14 RDAD Treatment Protocol 12-week program Delivered by community home health providers (physical therapist or social worker) Exercise Aerobic/endurance activities (walking) Strength Balance Flexibility Problem-solving Education about AD Intervening with behavioral problems Enhance caregiver resources and skills

15 Change in Percent of Subjects Exercising 60+ Minutes a Week ITT: Pre-Post <.01 Community-residing AD patients Mean Age = 78 Mean MMSE = 17 56% exercising 60+ minutes at baseline

16 RDAD Outcomes SF-36 Role Functioning ITT: Pre-Post p <.01 HDRS, Pts >6 on Cornell at baseline ITT: Pre-Post p <.05 Longitudinal p =.05

17 Change in Behavior Reasons for residential placement over 24-month follow-up

18 STAR-C: Caregiver Support Teri L, McCurry SM, Logsdon RG, & Gibbons LE. (2005). Training community consultants to help family members improve dementia care: A randomized controlled trial. The Gerontologist, 45(6), Funding: Alzheimer’s Association Pioneer Grant P  Active treatment: ● Seattle Protocols – communication, problem solving, pleasant events  Control: ● Routine medical care  Caregiving consultants: Master’s-level mental health counselors  8 weekly sessions, monthly phone calls 4 months  MMSE 0-28; Mean = 14  Assessments at baseline, 3, 6, and 12 months

19 STAR Caregivers 8 weekly in-home caregiver counseling sessions Communication, problem-solving, pleasant events Target behaviors agitation, anxiety, depression Provided by master’s level caregiving consultants Companion for person with dementia if needed Training, ongoing supervision, and weekly monitoring of adherence to protocol by geropsychologists

20 ABCs and Problem-Solving Problem behaviors can interfere with your ability to care for a person with dementia and their ability to enjoy life Understanding dementia-related behaviors requires observation of the ABCs: Activators, Behaviors, and Consequences You can change a problem behavior by preventing it, or stopping it once it occurs

21 gram. The ABC Problem Solving Plan Where can you break the chain of events???

22 Promoting Pleasant Events  Individuals with dementia retain many skills despite cognitive impairments.  Interpersonal relationships are very important, and are fostered by shared pleasant activities.  Caregiver depression and burden may be lessened by focusing on positive, rather than negative interactions.

23 Identify and Re-introduce Pleasant Activities  What did the person enjoy in the past?  What does he/she enjoy now?  How can tasks be modified to accommodate current abilities?  Who is available to help with these activities?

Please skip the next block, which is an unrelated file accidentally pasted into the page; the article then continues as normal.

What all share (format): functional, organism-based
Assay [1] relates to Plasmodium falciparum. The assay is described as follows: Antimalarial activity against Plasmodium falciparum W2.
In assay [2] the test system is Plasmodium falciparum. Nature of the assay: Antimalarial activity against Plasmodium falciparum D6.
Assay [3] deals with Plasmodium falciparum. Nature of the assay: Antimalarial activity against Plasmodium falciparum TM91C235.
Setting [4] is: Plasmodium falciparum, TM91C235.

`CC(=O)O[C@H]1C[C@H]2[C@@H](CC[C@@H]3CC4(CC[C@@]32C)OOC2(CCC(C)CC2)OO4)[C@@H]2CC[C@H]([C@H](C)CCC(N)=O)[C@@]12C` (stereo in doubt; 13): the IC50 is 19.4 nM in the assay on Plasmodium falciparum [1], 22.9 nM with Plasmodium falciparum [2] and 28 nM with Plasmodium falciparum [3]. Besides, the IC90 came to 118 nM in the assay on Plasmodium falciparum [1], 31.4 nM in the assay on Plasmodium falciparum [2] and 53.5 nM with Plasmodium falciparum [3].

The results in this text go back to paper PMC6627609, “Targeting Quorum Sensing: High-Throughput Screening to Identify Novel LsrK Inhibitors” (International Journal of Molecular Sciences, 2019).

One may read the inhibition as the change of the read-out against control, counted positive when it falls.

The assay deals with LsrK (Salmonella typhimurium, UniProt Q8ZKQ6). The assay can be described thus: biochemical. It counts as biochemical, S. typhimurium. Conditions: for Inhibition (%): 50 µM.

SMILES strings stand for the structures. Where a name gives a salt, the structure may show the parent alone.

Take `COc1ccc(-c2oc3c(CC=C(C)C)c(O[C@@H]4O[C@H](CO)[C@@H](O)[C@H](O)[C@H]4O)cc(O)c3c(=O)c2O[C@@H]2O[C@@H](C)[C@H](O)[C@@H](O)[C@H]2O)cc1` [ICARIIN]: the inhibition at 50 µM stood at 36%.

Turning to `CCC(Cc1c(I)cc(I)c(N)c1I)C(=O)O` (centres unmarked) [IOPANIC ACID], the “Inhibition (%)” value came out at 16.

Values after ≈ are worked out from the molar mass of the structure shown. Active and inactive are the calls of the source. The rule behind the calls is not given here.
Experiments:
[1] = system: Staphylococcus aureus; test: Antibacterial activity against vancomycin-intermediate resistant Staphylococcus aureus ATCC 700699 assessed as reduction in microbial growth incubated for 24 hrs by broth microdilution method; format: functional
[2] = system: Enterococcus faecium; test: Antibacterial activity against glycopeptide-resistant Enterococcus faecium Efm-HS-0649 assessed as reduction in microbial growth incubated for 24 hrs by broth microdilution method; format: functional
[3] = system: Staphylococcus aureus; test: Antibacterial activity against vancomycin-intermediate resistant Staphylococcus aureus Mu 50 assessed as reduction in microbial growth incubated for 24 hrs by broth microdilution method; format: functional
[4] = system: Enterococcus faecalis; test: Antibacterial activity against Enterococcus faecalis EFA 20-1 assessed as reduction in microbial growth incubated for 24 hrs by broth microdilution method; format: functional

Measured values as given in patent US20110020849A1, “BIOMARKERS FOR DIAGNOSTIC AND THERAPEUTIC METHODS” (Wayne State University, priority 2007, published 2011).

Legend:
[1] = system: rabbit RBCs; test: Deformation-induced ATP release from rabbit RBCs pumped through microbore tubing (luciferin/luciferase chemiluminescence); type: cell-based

24 CESD STAR-C Outcomes Baseline Post-Treatment Follow up Pre-Post p<.05 Longitudinal p<.02

25 Early Stage Support Groups Logsdon RG, McCurry SM, & Teri L (2005). Time limited support groups for individuals with early stage dementia and their care partners. Clinical Gerontologist, 30(2), Funding: Alzheimer’s Association; R Logsdon, PI  Active treatment: ● Early Stage Memory Loss seminar program  Control: ● Delayed treatment  Support Group Facilitators: Master’s level social workers  9 weekly sessions, participant and care partner attend together  MMSE 18-30; Mean = 24  Assessments at baseline and post treatment (2 months)

26 Early Stage Memory Loss Seminars  Groups planned and run by the Alzheimer’s Association Chapter  Individuals with early stage dementia and care partners attend together  Didactic Content: Everyone together, speaker or facilitator-led information  Discussion, Questions, Support: Participants and Care partners split up into two groups

27 Early Stage Memory Loss Outcomes For the Person with Memory Loss Improved Social Functioning (p <.05) Decreased Family Conflict (p <.05) Decreased Depression (p <.01) Improved Quality of Life (p <.01) For the Care Partner Decreased Distress about Problem Behaviors (p<.05)

28 Benefits of Early Stage Groups Logsdon, et al, 2005 (Clinical Gerontologist)

29 Take Home Messages from Research  Quality of life as perceived by the person with dementia does not necessarily decline due to memory loss or cognitive decline.  Quality of life is strongly influenced by mood.  Mood is influenced by pleasant activities, exercise, and social support.  Family members, friends, and other caregivers can significantly impact QOL for individuals with dementia.  What’s good for the person with dementia is good for the caregiver.

30 AoA Sponsored Evidence-Based Translation of These Interventions RDAD  Ohio: Community-based investigation  Washington State: Memory Care & Wellness Program in Adult Day Centers STAR-C  New Mexico  Oregon Technical Support: Manuals, Materials, Measures Training: For Planners, Evaluators, & Direct Care Providers Fidelity Monitoring: Ongoing Supervision, Consultation Technical Support: Manuals, Materials, Measures Training: For Planners, Evaluators, & Direct Care Providers Fidelity Monitoring: Ongoing Supervision, Consultation


Download ppt "Evidence-Based Interventions to Improve Quality of Life in Dementia Rebecca G. Logsdon, PhD."

Similar presentations


Ads by Google